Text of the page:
On 11 July, the Horizon Europe-funded eBRAIN-Health project hosted its kick-off meeting online. eBRAIN-Health aims to develop a secure, trustworthy research platform that simulates complex biological phenomena of the brain, including the processes that drive the development of diseases such as Alzheimer's and Parkinson's disease. The project involves 20 partners, including Alzheimer Europe and EBRAINS AISBL, the coordinating body of the EU flagship Human Brain Project. The project will run for four years from July 2022, with a total budget of almost 13 million EUR, and is coordinated by Prof. Petra Ritter, Johanna Quandt Professor of Brain Simulation at Charité University Hospital, Berlin. Petra launched the kick-off meeting with an overview of the vision, structure and objectives of the project. eBRAIN-Health is built around the concept of "digital twins", defined as virtual representations that can serve as real-time digital counterparts of individuals. Based on health data and developed using artificial intelligence (AI), digital twins have the potential to support more accurate and personalised decision-making, for example by allowing clinicians to simulate the possible outcomes of treatment options.
Petra went on to explain that in eBRAIN-Health, a large variety of information will be brought together in a GDPR-compliant research platform, to support the development of digital twins of the brain. This information includes brain imaging studies, behavioural studies and lifestyle surveys, as well as clinical data from thousands of patients and healthy peers. The data is combined with biological information from scientific knowledge databases and made available for research purposes. The resulting "digital twins" of the brain will allow a large number of researchers to conduct innovative research within a powerful digital platform. In addition, the complex, individualised brain simulations have the potential to improve our understanding of brain function and disease; improve diagnosis and risk prediction, and optimise potential therapies. After Petra's introduction to the project, leaders and partners from the ten work packages of eBRAIN-Health described the work they will be undertaking over the next four years. Wide-ranging activities in eBRAIN-Health will span the integration of diverse sources of data; legal and ethical compliance; creation of a cloud-based platform; generation of knowledge graphs for disease mechanisms; development of multi-scale brain simulations; design of clinician and patient interfaces and apps; and activities to support exploitation and dissemination.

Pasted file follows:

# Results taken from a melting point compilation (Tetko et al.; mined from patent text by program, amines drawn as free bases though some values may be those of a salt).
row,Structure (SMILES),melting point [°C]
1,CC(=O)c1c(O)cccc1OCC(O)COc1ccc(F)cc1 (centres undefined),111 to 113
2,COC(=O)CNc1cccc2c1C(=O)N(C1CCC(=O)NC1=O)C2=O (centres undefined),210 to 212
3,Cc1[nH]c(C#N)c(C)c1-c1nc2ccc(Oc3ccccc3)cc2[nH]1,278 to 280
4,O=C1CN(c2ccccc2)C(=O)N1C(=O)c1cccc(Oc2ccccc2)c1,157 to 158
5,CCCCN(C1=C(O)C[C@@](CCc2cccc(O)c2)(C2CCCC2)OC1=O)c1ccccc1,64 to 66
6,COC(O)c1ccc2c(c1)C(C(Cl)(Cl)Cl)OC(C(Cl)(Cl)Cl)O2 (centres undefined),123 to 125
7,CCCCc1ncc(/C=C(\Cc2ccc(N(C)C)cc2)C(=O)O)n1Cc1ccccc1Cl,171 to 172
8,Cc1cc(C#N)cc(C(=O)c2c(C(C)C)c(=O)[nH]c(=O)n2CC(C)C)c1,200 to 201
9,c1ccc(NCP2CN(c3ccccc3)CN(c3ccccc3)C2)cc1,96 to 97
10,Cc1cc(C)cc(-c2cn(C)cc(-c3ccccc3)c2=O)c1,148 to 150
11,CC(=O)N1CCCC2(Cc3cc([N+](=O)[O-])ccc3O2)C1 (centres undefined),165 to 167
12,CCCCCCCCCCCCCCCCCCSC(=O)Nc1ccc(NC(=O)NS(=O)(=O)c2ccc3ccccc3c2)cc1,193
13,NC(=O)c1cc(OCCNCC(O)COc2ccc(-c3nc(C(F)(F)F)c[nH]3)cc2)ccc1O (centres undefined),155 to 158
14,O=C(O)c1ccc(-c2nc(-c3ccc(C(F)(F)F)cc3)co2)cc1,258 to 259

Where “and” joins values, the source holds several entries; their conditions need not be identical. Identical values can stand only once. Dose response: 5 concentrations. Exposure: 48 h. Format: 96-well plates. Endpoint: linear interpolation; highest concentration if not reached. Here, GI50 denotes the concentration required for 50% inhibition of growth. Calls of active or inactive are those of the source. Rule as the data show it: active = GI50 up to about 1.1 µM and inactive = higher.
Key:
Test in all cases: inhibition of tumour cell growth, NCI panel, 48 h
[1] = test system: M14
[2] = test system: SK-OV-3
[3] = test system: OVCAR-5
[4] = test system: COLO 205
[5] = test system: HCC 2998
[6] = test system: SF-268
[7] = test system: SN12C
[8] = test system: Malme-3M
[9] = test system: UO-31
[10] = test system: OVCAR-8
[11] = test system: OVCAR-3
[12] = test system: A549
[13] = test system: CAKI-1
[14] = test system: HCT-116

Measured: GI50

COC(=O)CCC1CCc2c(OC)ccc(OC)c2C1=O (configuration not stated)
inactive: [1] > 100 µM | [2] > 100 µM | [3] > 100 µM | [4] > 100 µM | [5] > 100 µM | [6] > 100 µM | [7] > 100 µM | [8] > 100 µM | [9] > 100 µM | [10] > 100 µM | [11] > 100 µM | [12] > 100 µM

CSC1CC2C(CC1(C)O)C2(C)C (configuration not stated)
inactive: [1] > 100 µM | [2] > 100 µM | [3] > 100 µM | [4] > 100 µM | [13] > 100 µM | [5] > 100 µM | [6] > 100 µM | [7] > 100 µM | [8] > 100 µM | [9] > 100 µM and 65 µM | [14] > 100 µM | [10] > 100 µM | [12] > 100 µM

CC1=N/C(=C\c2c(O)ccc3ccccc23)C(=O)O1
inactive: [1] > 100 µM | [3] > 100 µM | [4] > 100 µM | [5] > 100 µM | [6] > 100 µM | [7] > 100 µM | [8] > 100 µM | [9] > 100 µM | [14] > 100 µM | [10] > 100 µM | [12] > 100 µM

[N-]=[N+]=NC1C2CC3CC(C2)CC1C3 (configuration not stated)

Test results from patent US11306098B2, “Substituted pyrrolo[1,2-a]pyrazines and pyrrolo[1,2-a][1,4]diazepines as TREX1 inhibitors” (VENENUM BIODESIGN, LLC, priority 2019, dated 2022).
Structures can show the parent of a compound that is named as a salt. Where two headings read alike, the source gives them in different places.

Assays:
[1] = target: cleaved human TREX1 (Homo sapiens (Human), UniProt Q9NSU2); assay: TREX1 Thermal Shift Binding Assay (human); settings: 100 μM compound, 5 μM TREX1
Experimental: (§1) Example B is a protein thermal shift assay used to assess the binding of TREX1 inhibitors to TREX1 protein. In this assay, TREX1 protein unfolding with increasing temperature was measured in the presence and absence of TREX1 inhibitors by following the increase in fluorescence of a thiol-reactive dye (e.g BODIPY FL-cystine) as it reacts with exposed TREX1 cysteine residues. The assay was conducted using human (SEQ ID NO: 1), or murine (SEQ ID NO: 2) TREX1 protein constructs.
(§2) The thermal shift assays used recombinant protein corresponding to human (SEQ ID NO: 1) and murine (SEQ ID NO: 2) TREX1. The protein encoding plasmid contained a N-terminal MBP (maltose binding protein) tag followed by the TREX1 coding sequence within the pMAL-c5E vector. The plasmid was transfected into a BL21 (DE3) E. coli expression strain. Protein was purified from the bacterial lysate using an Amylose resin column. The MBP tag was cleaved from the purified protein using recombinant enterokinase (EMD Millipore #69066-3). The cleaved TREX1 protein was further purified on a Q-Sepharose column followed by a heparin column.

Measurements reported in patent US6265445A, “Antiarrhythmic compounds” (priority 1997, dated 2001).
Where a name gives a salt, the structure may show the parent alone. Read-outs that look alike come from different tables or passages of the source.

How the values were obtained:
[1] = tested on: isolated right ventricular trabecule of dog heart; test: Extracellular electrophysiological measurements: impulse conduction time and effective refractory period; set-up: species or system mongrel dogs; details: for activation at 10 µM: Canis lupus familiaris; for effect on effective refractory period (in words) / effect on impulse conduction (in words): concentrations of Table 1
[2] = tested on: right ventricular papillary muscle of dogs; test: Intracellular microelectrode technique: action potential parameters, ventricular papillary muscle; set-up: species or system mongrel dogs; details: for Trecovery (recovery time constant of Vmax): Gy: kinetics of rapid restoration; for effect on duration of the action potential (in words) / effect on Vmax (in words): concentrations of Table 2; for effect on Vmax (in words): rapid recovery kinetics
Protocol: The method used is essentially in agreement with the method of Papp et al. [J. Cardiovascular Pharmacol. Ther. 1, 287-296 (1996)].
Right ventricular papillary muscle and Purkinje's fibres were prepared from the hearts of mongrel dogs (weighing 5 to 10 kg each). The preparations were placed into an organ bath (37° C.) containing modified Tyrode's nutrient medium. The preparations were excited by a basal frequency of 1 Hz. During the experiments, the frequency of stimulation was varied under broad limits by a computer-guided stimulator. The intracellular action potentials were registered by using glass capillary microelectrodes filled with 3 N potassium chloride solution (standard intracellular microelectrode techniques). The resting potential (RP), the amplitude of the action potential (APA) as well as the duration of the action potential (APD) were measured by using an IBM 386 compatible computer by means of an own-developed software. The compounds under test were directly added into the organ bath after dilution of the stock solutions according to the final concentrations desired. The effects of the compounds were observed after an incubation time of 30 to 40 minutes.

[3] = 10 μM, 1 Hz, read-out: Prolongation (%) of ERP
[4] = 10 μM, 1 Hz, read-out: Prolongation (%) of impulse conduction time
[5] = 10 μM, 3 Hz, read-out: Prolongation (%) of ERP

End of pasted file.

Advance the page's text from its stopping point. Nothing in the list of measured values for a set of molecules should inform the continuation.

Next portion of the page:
Following a presentation from Lukas Faymann (University of Vienna) on the legal and ethical framework for eBRAIN-Health, Daphné Lamirel (Project Officer, Alzheimer Europe) provided an introduction to public involvement in research, showing how public involvement will ensure the needs, perspectives and values of people affected by dementia are reflected in the research being carried out in the project. Dianne Gove and Angela Bradshaw also represented Alzheimer Europe at the meeting. After a discussion session between attendees, Petra closed the eBRAIN-Health kick-off meeting by thanking all partners and wishing them continued success and effective collaborations over the next four years.